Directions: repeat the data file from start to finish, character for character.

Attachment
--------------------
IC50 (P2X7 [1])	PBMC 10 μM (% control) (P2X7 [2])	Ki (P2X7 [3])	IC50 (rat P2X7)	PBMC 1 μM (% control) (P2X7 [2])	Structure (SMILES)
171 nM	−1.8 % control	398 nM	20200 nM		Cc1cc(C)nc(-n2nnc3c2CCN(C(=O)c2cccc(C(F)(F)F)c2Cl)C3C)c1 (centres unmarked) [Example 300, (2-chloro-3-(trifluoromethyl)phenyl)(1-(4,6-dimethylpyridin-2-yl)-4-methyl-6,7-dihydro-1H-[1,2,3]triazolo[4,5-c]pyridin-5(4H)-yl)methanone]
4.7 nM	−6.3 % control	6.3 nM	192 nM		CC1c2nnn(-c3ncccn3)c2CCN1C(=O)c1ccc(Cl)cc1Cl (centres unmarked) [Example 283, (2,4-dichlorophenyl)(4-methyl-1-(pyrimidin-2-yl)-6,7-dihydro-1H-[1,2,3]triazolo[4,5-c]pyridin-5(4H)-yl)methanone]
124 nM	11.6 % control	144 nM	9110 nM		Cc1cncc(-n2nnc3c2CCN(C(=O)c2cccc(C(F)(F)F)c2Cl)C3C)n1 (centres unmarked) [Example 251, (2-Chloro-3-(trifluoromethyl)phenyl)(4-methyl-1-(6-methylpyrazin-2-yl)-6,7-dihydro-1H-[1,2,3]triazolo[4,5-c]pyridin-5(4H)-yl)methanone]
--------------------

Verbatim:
IC50 (P2X7 [1])	PBMC 10 μM (% control) (P2X7 [2])	Ki (P2X7 [3])	IC50 (rat P2X7)	PBMC 1 μM (% control) (P2X7 [2])	Structure (SMILES)
171 nM	−1.8 % control	398 nM	20200 nM		Cc1cc(C)nc(-n2nnc3c2CCN(C(=O)c2cccc(C(F)(F)F)c2Cl)C3C)c1 (centres unmarked) [Example 300, (2-chloro-3-(trifluoromethyl)phenyl)(1-(4,6-dimethylpyridin-2-yl)-4-methyl-6,7-dihydro-1H-[1,2,3]triazolo[4,5-c]pyridin-5(4H)-yl)methanone]
4.7 nM	−6.3 % control	6.3 nM	192 nM		CC1c2nnn(-c3ncccn3)c2CCN1C(=O)c1ccc(Cl)cc1Cl (centres unmarked) [Example 283, (2,4-dichlorophenyl)(4-methyl-1-(pyrimidin-2-yl)-6,7-dihydro-1H-[1,2,3]triazolo[4,5-c]pyridin-5(4H)-yl)methanone]
124 nM	11.6 % control	144 nM	9110 nM		Cc1cncc(-n2nnc3c2CCN(C(=O)c2cccc(C(F)(F)F)c2Cl)C3C)n1 (centres unmarked) [Example 251, (2-Chloro-3-(trifluoromethyl)phenyl)(4-methyl-1-(6-methylpyrazin-2-yl)-6,7-dihydro-1H-[1,2,3]triazolo[4,5-c]pyridin-5(4H)-yl)methanone]